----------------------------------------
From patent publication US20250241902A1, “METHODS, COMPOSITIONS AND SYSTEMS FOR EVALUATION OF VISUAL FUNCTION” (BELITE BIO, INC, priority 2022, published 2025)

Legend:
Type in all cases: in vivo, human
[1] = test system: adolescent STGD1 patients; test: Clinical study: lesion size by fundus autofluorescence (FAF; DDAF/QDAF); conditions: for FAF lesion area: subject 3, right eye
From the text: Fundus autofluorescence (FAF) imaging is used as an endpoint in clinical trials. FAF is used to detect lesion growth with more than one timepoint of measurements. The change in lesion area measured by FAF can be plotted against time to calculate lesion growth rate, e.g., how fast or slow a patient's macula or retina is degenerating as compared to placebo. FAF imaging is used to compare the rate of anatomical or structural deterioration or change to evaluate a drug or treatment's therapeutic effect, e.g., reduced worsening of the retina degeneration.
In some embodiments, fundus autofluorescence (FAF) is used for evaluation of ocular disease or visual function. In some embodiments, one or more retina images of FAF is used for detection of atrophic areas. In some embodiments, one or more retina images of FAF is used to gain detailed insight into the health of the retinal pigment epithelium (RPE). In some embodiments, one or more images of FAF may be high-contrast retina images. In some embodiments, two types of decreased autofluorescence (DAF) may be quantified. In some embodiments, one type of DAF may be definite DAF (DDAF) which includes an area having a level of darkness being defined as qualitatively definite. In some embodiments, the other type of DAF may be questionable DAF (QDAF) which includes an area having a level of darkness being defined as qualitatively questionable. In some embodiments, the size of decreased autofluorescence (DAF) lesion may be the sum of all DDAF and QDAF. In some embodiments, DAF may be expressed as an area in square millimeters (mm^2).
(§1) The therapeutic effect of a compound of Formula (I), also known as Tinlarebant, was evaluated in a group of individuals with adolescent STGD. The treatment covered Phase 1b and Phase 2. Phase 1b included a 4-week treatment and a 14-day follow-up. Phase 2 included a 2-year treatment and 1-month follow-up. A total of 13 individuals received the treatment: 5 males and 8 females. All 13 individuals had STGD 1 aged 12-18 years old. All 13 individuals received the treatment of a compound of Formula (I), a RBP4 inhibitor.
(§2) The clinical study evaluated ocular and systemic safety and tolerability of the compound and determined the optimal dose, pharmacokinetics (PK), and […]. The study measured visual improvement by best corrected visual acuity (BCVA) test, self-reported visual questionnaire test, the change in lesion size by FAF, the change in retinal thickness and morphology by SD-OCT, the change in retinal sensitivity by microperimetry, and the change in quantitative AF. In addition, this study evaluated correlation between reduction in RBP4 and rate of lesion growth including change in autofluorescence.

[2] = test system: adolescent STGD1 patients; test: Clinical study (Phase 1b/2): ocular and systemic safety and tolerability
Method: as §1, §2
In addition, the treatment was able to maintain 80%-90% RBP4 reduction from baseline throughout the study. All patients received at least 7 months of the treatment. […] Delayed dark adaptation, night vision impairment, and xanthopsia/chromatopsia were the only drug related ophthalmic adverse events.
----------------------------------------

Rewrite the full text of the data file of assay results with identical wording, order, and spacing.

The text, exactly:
From patent publication US20250241902A1, “METHODS, COMPOSITIONS AND SYSTEMS FOR EVALUATION OF VISUAL FUNCTION” (BELITE BIO, INC, priority 2022, published 2025)

Legend:
Type in all cases: in vivo, human
[1] = test system: adolescent STGD1 patients; test: Clinical study: lesion size by fundus autofluorescence (FAF; DDAF/QDAF); conditions: for FAF lesion area: subject 3, right eye
From the text: Fundus autofluorescence (FAF) imaging is used as an endpoint in clinical trials. FAF is used to detect lesion growth with more than one timepoint of measurements. The change in lesion area measured by FAF can be plotted against time to calculate lesion growth rate, e.g., how fast or slow a patient's macula or retina is degenerating as compared to placebo. FAF imaging is used to compare the rate of anatomical or structural deterioration or change to evaluate a drug or treatment's therapeutic effect, e.g., reduced worsening of the retina degeneration.
In some embodiments, fundus autofluorescence (FAF) is used for evaluation of ocular disease or visual function. In some embodiments, one or more retina images of FAF is used for detection of atrophic areas. In some embodiments, one or more retina images of FAF is used to gain detailed insight into the health of the retinal pigment epithelium (RPE). In some embodiments, one or more images of FAF may be high-contrast retina images. In some embodiments, two types of decreased autofluorescence (DAF) may be quantified. In some embodiments, one type of DAF may be definite DAF (DDAF) which includes an area having a level of darkness being defined as qualitatively definite. In some embodiments, the other type of DAF may be questionable DAF (QDAF) which includes an area having a level of darkness being defined as qualitatively questionable. In some embodiments, the size of decreased autofluorescence (DAF) lesion may be the sum of all DDAF and QDAF. In some embodiments, DAF may be expressed as an area in square millimeters (mm^2).
(§1) The therapeutic effect of a compound of Formula (I), also known as Tinlarebant, was evaluated in a group of individuals with adolescent STGD. The treatment covered Phase 1b and Phase 2. Phase 1b included a 4-week treatment and a 14-day follow-up. Phase 2 included a 2-year treatment and 1-month follow-up. A total of 13 individuals received the treatment: 5 males and 8 females. All 13 individuals had STGD 1 aged 12-18 years old. All 13 individuals received the treatment of a compound of Formula (I), a RBP4 inhibitor.
(§2) The clinical study evaluated ocular and systemic safety and tolerability of the compound and determined the optimal dose, pharmacokinetics (PK), and […]. The study measured visual improvement by best corrected visual acuity (BCVA) test, self-reported visual questionnaire test, the change in lesion size by FAF, the change in retinal thickness and morphology by SD-OCT, the change in retinal sensitivity by microperimetry, and the change in quantitative AF. In addition, this study evaluated correlation between reduction in RBP4 and rate of lesion growth including change in autofluorescence.

[2] = test system: adolescent STGD1 patients; test: Clinical study (Phase 1b/2): ocular and systemic safety and tolerability
Method: as §1, §2
In addition, the treatment was able to maintain 80%-90% RBP4 reduction from baseline throughout the study. All patients received at least 7 months of the treatment. […] Delayed dark adaptation, night vision impairment, and xanthopsia/chromatopsia were the only drug related ophthalmic adverse events.